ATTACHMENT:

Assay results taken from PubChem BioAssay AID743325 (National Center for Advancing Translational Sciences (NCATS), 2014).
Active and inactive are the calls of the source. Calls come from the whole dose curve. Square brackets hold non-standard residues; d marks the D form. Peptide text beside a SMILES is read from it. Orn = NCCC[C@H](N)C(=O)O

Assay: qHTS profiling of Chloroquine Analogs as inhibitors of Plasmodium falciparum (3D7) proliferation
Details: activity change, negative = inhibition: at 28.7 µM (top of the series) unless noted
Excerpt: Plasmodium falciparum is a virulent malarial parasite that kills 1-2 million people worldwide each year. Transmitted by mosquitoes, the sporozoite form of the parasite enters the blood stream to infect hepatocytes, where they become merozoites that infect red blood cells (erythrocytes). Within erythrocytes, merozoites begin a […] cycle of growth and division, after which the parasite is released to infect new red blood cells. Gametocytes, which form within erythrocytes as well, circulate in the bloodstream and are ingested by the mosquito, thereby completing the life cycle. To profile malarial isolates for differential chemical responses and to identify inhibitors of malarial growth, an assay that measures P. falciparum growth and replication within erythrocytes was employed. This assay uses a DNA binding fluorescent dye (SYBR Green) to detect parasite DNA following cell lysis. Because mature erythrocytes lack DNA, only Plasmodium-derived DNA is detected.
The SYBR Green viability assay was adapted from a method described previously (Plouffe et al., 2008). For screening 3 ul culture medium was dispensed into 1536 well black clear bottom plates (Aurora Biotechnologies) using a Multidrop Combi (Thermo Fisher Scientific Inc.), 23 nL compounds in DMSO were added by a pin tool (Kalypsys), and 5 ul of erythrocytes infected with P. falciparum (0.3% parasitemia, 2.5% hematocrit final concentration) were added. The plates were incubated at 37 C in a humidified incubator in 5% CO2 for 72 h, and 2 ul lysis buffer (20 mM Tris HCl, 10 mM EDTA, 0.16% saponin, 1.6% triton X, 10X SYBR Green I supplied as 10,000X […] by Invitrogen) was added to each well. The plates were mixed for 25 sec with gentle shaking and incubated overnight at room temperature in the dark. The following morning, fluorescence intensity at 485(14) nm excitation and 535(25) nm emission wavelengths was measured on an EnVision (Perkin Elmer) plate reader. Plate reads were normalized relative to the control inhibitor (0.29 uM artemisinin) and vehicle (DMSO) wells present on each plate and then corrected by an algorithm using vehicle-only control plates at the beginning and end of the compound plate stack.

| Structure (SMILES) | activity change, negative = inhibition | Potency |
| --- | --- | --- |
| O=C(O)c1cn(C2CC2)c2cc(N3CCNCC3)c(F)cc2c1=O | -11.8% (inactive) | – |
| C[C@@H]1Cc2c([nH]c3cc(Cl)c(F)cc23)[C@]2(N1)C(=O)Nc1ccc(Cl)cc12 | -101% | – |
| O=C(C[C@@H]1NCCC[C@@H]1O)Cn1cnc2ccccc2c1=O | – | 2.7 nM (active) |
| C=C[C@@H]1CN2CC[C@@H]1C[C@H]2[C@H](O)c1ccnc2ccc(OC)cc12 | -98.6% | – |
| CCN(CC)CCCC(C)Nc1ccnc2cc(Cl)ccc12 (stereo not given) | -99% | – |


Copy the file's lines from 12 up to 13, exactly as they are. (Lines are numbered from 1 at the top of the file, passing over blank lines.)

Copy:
| C=C[C@@H]1CN2CC[C@@H]1C[C@H]2[C@H](O)c1ccnc2ccc(OC)cc12 | -98.6% | – |
| CCN(CC)CCCC(C)Nc1ccnc2cc(Cl)ccc12 (stereo not given) | -99% | – |